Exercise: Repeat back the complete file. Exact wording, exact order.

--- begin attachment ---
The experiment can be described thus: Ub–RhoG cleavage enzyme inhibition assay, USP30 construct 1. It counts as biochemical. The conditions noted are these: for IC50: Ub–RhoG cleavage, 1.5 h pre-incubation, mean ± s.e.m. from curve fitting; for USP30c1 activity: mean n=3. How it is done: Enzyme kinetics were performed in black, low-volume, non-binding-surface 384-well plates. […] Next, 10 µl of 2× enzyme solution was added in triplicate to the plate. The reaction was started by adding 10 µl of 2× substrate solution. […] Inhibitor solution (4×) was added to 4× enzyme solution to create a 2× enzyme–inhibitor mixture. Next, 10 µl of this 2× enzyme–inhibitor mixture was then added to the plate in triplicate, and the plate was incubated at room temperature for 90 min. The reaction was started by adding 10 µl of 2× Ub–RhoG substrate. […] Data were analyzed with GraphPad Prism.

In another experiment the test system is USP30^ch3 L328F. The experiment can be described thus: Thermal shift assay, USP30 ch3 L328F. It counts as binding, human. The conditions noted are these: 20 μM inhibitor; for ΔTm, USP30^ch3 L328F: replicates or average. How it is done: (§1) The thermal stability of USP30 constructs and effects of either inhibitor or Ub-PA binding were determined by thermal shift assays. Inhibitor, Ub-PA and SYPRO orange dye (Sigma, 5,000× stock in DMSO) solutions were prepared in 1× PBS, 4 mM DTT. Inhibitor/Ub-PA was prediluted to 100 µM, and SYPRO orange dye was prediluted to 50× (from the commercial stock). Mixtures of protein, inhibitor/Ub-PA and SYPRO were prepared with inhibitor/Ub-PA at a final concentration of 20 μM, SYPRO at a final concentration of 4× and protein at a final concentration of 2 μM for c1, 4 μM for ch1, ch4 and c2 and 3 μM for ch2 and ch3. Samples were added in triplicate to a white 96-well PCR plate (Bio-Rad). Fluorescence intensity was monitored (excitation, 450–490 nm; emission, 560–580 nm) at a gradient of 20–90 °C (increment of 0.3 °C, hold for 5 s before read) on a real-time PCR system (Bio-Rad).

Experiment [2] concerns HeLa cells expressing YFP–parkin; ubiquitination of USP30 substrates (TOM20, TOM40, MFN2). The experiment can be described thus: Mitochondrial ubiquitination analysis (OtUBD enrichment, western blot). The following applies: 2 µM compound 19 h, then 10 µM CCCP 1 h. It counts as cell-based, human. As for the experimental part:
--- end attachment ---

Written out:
The experiment can be described thus: Ub–RhoG cleavage enzyme inhibition assay, USP30 construct 1. It counts as biochemical. The conditions noted are these: for IC50: Ub–RhoG cleavage, 1.5 h pre-incubation, mean ± s.e.m. from curve fitting; for USP30c1 activity: mean n=3. How it is done: Enzyme kinetics were performed in black, low-volume, non-binding-surface 384-well plates. […] Next, 10 µl of 2× enzyme solution was added in triplicate to the plate. The reaction was started by adding 10 µl of 2× substrate solution. […] Inhibitor solution (4×) was added to 4× enzyme solution to create a 2× enzyme–inhibitor mixture. Next, 10 µl of this 2× enzyme–inhibitor mixture was then added to the plate in triplicate, and the plate was incubated at room temperature for 90 min. The reaction was started by adding 10 µl of 2× Ub–RhoG substrate. […] Data were analyzed with GraphPad Prism.

In another experiment the test system is USP30^ch3 L328F. The experiment can be described thus: Thermal shift assay, USP30 ch3 L328F. It counts as binding, human. The conditions noted are these: 20 μM inhibitor; for ΔTm, USP30^ch3 L328F: replicates or average. How it is done: (§1) The thermal stability of USP30 constructs and effects of either inhibitor or Ub-PA binding were determined by thermal shift assays. Inhibitor, Ub-PA and SYPRO orange dye (Sigma, 5,000× stock in DMSO) solutions were prepared in 1× PBS, 4 mM DTT. Inhibitor/Ub-PA was prediluted to 100 µM, and SYPRO orange dye was prediluted to 50× (from the commercial stock). Mixtures of protein, inhibitor/Ub-PA and SYPRO were prepared with inhibitor/Ub-PA at a final concentration of 20 μM, SYPRO at a final concentration of 4× and protein at a final concentration of 2 μM for c1, 4 μM for ch1, ch4 and c2 and 3 μM for ch2 and ch3. Samples were added in triplicate to a white 96-well PCR plate (Bio-Rad). Fluorescence intensity was monitored (excitation, 450–490 nm; emission, 560–580 nm) at a gradient of 20–90 °C (increment of 0.3 °C, hold for 5 s before read) on a real-time PCR system (Bio-Rad).

Experiment [2] concerns HeLa cells expressing YFP–parkin; ubiquitination of USP30 substrates (TOM20, TOM40, MFN2). The experiment can be described thus: Mitochondrial ubiquitination analysis (OtUBD enrichment, western blot). The following applies: 2 µM compound 19 h, then 10 µM CCCP 1 h. It counts as cell-based, human. As for the experimental part: